Ronin of the Spirit

Because reality is beautiful.

Reflections on rememberence of bad things.

So, I have some kind of a cold.  My brain is fuzzy and eyes ache, so no posts for my adoring fans. Sorry.  I am putting a large amount of concentration into breathing and sitting up at the moment.

And I am a little blue.  This happens, it is no longer the earth shattering thing to me that it once was.  I just feel a little sad and want to surround myself with my friends.  Except, because I have high standards for my friends, I don’t have any in this craphole.  So I drink a lot of herbal tea and try to talk to my friends online, and call the ones who aren’t at work.

At the moment most are at work….

And I am also trying to write an autobiography.  Eventually this autobiography will be edited and polished into a really great story: How I overcame the false paradigm I grew up, my search for one that worked, and what that paradigm ended up being.

But right now, it is just the early stuff, the story of the brokenness that gives meaning to the putting myself back together.  Its not a fun spot to ponder.

Many things that happened over the years, I told myself that I did not remember clearly.  That surely, these events did not happen the way I remember.  So, calls to my family and friends, questions asked, and lo and behold, it was the way I remember, and sometimes worse.

At the same time, old devils don’t seem quite as evil anymore.  When everything is written out, when you remember in the context of what was happening, instead of remembering int he context of the emotions you felt, the hurtful actions of others make so much more sense.

Just one example will suffice…

My father was a drug addict.  He got high the first time when he was 9 years old on prescription medicine.  From that point forward, getting his next high was an increasingly dominating obsession. Returning from Vietnam, where heroin was cheaper than Budweiser, he thought he might want to quit, but didn’t think it was that serious yet.  Of course, by the time he realized how serious his problem was, he found he couldn’t stop alone.  And thats was a problem.  He had never told his wife he had a drug problem.  When, at 40 years old, he realized he needed support to quite, the one person in the world who could have supported him had been lied to for 17 years.  Every long hour at work, or missed check for 17 years, every odd story or bit of personal weirdness had been but one of infinite number of lies to cover his addiction.

So when he told mom,  she freaked out.  Hardest of all for her to believe was that he had lied to her only about the drugs.  How, was it, she wondered, that he had been so desperate for drugs as to use dirty needles, but claimed he had never touched another woman?  How could she trust a man who lied great and small about everything for nearly two decades?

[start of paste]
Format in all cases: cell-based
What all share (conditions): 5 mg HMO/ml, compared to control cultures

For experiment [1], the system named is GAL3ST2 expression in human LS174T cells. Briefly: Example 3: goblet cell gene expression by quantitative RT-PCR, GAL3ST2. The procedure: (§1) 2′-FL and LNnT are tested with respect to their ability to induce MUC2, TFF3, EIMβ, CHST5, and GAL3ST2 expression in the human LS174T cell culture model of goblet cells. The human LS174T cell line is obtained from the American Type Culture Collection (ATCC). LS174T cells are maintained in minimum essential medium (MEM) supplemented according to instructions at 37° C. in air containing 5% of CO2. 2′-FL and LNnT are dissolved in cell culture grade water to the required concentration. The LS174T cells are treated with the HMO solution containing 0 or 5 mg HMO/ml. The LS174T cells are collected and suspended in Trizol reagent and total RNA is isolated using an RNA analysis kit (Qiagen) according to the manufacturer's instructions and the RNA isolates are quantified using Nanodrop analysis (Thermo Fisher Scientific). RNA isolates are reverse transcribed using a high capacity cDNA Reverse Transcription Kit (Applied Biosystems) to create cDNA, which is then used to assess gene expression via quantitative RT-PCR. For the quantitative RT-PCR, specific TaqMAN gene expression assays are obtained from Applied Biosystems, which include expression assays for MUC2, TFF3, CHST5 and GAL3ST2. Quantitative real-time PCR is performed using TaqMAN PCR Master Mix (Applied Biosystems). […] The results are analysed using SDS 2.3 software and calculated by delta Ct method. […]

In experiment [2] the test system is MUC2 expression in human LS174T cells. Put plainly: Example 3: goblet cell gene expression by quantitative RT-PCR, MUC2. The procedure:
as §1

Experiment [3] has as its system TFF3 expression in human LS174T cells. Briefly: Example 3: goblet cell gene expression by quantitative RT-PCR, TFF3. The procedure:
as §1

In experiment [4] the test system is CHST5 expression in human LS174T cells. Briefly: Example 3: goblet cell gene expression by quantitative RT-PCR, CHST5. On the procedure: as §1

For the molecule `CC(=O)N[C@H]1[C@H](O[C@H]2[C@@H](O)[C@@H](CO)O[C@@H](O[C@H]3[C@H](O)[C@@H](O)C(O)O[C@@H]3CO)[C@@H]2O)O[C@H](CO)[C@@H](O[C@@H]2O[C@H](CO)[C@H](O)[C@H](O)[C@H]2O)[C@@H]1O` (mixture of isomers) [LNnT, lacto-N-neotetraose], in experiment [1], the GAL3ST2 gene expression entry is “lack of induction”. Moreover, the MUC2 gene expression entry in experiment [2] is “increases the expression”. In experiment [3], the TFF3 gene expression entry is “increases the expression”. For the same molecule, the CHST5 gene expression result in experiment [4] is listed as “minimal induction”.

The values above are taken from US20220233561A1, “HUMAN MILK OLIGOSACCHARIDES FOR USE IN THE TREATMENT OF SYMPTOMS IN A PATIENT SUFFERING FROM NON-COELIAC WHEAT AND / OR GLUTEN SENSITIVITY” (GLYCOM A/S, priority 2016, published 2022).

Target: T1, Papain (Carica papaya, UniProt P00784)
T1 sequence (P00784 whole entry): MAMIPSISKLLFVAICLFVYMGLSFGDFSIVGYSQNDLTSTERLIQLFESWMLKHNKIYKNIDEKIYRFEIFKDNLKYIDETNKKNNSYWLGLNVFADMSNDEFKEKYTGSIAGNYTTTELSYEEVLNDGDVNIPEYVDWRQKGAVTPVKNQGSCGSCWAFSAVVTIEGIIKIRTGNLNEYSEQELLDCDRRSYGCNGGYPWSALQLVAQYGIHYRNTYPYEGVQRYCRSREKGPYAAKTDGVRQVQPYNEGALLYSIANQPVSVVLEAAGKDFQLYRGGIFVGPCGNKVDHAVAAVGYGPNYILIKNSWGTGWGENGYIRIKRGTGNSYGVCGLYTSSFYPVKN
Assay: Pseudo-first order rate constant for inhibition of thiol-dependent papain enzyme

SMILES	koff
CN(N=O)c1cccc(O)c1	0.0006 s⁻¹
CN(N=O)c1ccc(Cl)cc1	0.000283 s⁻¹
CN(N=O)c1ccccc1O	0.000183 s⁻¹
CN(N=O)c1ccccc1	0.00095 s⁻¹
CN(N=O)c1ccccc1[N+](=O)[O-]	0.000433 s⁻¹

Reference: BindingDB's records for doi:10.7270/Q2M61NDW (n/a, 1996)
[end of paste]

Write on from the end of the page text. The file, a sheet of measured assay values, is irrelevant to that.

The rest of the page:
The conflict came to a head when my father became increasingly active in AA and NA.  My mother was not convinced that a bunch of lairs, manipulators, and drug addicts, all getting together to share a cup of coffee every night was an ideal situation for personal recovery.  She, in essence, gave my father an ultimatum between the Program and her.  She, by the way, was recovering from cancer at the time, and was so exhausted from chemo and radiation that she had trouble walking the 100ft from the car to house at night.

My father had felt enormous guilt over his addictive behavior, often suicidal. To have his wife attempt to take away from him the one thing that could heal him, was to him, like having her try to cut off his legs.

So who was right?  Dad left a broken woman to go play recovery.  Or did mom kick out a broken man desperate for recovery.  Who’s the good guy.  Who’s the bad guy.  The answer is pretty simple to say, though hard to accept.  Everybody did their best.  Mom’s fears and reaction were reasonable.  So were Dad’s.   Did it suck?  Absolutely.  Was there a better way? Not really.

Dad left. For 6 weeks we had no father at home.  When he got back, I wish I could say that everything was dandy, but it wasn’t.  Working through 17 years worth of abused trust takes some time, and for my parents, a lot of yelling, and occasionally throwing things.

In a perfect world, mom would have wanted dad to recover so bad that she wouldn’t care who he hung out with at meetings.  But in a perfect world he wouldn’t lied to her for 17 years.  In a perfect world he would had stayed with her no matter what.  But in perfect world, he wouldn’t have been a drug addict for 31 years. In a perfect world, BLAH, BLAH, BLAH. We don’t live in a perfect world.  We don’t make choices with perfect insight.  We all just sort of muddle through things as best we can.

Sometimes, choices are black and white, but often we must chose which shade of gray is the lightest.

I don’t like it, but I keep finding more of them: Places were I got hurt, and when the layers are peeled back the person who hurt me did it didn’t hurt me on purpose.  They had their own shades of grey to deal with, and their own bagage to carry while they did it.



July 14, 2008 - Posted by | Religion, Uncategorized | , , , , , , , , ,


  1. This all sounds strangely familiar. It’s so much easier to look back after years away and put it into more objective perspective.

    Comment by CC | July 14, 2008 | Reply

  2. Damn Utopia and the thought that its even remotely achievable. This keeps us from dealing with all the ‘REAL’ around us. Bravo that you’ve found the strength to go there. I hope to shadow those footsteps someday. Baby steps. Really little ones. =)

    Comment by Natasha | July 22, 2008 | Reply

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